Other times, I only need a word or two, especially if the person greets me in a unique way. A woman in my chorus always sings my name so that I will know who she is. Another told me, “I am going to keep saying my name until you can recognize my voice,” a statement I greatly appreciated.
Unfortunately, there are still people who insist on saying, “Hey Emily, do you know who this is?” or “Can you recognize my voice?” Though they may not intend to test me or put me on the spot, these situations are frustrating. Once, a former classmate spent a few minutes quizzing me about her voice and refusing to tell me her name, until my friend Melissa broke in, saying, “Emily, don’t you find it annoying when people won’t tell you who they are?”
Now, when people ask me if I can recognize their voices, I feign delirium and say, “Jesus, is that you?”
Another common frustration occurs when people try to disguise their voices so that they can test my “amazing” skills. Unfailingly, each person who attempts this maneuver thinks that he or she is the first to think of it. People distort the pitch of their voices and say, “Do you know who this is?” In these situations, I don’t hold back. I usually respond, “I forget the name but it’s someone really annoying” or “Some inconsiderate person?” (My friend Crystal says I should swing my cane in a wide arc and shout, “No, you weirdo! Get away from me!”) When people disguise their voices so that they can be dazzled when I correctly guess their identity, I feel like a low-budget carnival attraction. Do they realize that their antics are thoroughly insulting?
I find it endearing when people announce who they are long after I have learned to recognize their voices. Occasionally, someone – a professor, classmate, colleague – will start a conversation with me and add their introduction as an afterthought: “It’s Dr. So-and-so, by the way.” These little attentions are endearing because they’re considerate. They show me that the person speaking can empathize with the agitation I feel when I don’t know who is talking with me.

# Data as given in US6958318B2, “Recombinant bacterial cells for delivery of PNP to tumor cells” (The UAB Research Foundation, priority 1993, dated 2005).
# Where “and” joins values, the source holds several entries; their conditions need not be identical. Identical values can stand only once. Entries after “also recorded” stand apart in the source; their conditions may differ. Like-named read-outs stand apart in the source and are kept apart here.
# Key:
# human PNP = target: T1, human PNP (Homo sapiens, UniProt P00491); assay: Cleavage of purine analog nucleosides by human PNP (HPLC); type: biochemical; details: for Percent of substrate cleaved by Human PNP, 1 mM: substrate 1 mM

It is interesting and challenging to attempt to put my auditory perceptions on paper. I find that we have a rich and fairly consistent vocabulary when we’re talking about someone’s appearance – we rarely dispute characteristics like tallness, eye color, or skin tone. We agree that redheads are redheads.
When it comes to voices, I like to talk about resonance, placement, texture, timbre, and speech patterns. The terms I haven’t snagged from linguistics courses and singing lessons are usually my own, tailored to my perceptions. When I say that a voice is “thick,” “honey-colored,” or “bevelled,” I can’t expect others to know what I mean. I’m trying to pin words to the sound-feelings in my head. For this reason, I particularly enjoy writing poetry that explores the voices that stay with me.
For most, I think that the voice is an undervalued aspect of our sensory experience. When a voice captures my attention, I am willing to listen for hours – so that I can analyze patterns of pronunciation, inflection, and timbre. When I find a voice I like, I can’t wait to tell someone about it, hoping that they will appreciate it with me – in the same wild, fanciful language.
Rich, warm, wavery, or light, voices invite me to understand how people feel at any moment of utterance. They invite me to ask, How does this person sound? How does she/he want to sound? I believe that our voices hold more expression than we realize.